4. No more gatekeepers: The quest for product perfection leads companies to create lots of gates a product has to pass through before it can be released – user studies, UI signoffs, legal reviews, executive approvals, QA tests, support training, and so on. By making product releases radically smaller and faster, these gates either go away or they can be re-organized to be more agile. For example, writing a support document for a single new feature that gets launched today is a lot easier than planning support for the rollout of dozens or hundreds of changes in a big release.
  5. Marketing people will, um, hate you: OK, that’s not really a positive. Or maybe it is. Marketing and PR people (and possibly lawyers) tend to not like the notion of continuous deployment. They are trained to bundle up lots of new features into a big release that is revealed to the world through a carefully orchestrated press and partner roll out that’s designed to break through the noise of everyday distractions. 16 product releases a day simply does not work for that model. The good news is that marketing can adapt. Continuous deployment can lead to continuous chatter by thousands of customers and bloggers which ends up being very valuable, probably more so than that one article in a Big Newspaper every 6 months when you do a major release.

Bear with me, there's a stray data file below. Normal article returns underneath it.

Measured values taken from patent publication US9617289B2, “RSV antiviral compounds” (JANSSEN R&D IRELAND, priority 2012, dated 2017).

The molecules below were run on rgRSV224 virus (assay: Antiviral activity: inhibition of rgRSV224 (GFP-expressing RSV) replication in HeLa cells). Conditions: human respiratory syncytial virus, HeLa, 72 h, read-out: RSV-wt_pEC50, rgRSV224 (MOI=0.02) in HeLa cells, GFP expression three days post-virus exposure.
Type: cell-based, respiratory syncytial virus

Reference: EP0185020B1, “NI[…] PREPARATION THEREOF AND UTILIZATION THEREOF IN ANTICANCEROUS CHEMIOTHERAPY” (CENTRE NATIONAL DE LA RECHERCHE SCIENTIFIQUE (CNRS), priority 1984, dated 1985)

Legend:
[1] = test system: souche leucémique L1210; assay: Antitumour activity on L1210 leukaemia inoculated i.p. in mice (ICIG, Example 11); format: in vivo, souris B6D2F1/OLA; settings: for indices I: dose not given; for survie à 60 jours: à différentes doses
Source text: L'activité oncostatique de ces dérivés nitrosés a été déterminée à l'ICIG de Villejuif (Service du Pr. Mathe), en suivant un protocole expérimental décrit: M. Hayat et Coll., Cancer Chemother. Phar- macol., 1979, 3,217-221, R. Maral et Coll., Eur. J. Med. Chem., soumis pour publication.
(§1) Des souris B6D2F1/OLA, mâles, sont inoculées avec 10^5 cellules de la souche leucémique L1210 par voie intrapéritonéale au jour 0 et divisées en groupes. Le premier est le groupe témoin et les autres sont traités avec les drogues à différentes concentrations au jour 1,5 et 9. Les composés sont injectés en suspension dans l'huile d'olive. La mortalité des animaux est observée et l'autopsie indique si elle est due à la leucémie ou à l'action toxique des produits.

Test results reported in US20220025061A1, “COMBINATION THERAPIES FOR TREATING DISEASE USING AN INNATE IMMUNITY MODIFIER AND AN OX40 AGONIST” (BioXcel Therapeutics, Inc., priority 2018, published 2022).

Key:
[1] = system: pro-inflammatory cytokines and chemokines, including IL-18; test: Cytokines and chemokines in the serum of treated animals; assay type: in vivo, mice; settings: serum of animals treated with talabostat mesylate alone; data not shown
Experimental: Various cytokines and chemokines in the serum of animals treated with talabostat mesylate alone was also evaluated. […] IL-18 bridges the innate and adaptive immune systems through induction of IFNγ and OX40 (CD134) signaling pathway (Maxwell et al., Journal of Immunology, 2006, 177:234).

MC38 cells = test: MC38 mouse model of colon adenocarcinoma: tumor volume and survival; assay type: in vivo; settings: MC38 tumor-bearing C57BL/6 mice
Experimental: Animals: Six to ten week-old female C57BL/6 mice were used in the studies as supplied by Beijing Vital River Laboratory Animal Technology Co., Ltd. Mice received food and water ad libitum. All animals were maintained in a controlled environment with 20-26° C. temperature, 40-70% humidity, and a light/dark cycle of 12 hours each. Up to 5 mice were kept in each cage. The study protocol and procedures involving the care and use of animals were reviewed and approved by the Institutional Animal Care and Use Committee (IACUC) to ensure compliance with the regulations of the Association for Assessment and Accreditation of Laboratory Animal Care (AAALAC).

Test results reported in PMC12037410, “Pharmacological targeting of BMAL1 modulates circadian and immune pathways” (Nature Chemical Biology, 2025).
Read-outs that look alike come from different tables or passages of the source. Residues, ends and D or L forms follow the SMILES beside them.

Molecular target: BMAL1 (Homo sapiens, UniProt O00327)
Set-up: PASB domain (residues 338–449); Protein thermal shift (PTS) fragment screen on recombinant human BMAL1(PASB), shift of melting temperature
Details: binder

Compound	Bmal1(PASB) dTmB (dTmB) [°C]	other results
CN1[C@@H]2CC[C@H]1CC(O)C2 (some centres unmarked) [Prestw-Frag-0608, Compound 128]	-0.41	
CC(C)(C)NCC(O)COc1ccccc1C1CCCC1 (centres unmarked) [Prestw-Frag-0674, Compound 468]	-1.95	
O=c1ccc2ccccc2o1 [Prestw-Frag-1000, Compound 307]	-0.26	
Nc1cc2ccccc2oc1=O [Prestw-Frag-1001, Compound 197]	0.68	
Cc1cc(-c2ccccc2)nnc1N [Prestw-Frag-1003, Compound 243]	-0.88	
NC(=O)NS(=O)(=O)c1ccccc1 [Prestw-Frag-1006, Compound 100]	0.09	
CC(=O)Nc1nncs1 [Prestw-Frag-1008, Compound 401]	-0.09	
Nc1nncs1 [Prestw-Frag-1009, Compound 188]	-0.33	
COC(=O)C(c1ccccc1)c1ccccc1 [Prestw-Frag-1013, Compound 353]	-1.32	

Month long product release cycles made sense when it took a while to package up and distribute software and get everyone to upgrade. On the web, packaging and shipping software can be done in seconds and upgrading is automatic next time someone reloads your site. This makes it possible to radically change the software deployment model from carefully planned and tested, occasional releases, to pushing new software to a web site all day long. I’d like to submit as an example of how this new model can be scaled successfully in the hope that more companies will try it out and embrace it.

I’ve seen other fast growing web startups like SocialCast use continuous deployment with great success, please leave a comment if you know of other examples.

Further reading: Eric Ries has written several in-depth posts about the continuous deployment model.

81 replies on “In praise of continuous deployment: The story”

To me, the greatest thing about this post is not so much the methodology explained herein (which is cool in itself), but the fact that the (supposedly) non-techy CEO of a very-much techy company can explain in details the hows and whys of such methodology, putting another light on the subject – one that other CEOs will listen to, when often they fail to notice the voice of their own techy advisors.